This article investigates the recently passed Bill C-83, which aims to reduce harms caused by segregating people with mental health issues. In order to assess the capacity of the Bill to support meaningful change, the history of mental health institutions and correctional facilities in Ontario is first explored, followed by an analysis of recent cases on segregation and mental health in the province. Next, legislative oversight for federal prisons and provincial jails is described, followed by an overview of ongoing reforms. Here, a distinction between federal prisons and provincial jails is made in order to explore the different legislation governing each of these spaces and the complexities that arise from multiple systems of governance. Finally, the practical implementation of Bill C-83 is considered within these legal frameworks, and the resultant consequences are suggested in light of academic research on prison law policy and reform.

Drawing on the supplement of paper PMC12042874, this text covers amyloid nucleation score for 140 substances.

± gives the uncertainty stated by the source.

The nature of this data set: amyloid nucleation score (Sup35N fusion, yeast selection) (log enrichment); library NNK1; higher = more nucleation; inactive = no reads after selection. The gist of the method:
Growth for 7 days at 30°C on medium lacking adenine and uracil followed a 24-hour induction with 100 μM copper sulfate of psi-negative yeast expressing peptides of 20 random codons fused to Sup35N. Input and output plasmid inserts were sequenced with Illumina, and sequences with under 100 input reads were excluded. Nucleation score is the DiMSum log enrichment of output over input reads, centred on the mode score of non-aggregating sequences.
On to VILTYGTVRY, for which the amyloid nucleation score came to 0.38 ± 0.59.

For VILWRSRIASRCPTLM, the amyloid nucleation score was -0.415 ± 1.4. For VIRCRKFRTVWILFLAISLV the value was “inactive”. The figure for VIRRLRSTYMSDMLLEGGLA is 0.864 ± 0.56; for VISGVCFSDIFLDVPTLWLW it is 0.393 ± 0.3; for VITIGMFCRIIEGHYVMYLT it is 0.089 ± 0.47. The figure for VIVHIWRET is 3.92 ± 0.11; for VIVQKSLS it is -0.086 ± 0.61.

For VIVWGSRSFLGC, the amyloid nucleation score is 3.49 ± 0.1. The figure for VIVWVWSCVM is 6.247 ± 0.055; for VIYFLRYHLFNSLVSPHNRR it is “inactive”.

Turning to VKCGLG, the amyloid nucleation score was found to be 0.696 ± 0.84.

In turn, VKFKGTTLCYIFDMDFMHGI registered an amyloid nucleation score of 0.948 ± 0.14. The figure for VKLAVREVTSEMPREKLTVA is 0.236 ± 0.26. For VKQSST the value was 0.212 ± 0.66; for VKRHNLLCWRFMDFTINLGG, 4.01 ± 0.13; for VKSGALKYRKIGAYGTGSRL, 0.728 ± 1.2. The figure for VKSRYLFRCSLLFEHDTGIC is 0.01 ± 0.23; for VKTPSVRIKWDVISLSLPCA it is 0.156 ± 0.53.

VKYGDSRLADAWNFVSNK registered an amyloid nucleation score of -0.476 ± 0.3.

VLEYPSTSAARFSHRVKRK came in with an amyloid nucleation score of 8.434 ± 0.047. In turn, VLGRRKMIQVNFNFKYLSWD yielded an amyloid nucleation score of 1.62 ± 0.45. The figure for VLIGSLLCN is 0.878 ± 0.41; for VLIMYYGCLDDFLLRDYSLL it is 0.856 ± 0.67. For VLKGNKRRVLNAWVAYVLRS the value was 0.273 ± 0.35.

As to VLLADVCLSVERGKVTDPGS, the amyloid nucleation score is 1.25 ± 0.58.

"Out of Sight, Out of Mind: Bill C-83, Solitary Confinement, and Mental Health."
Journal of Law and Social Policy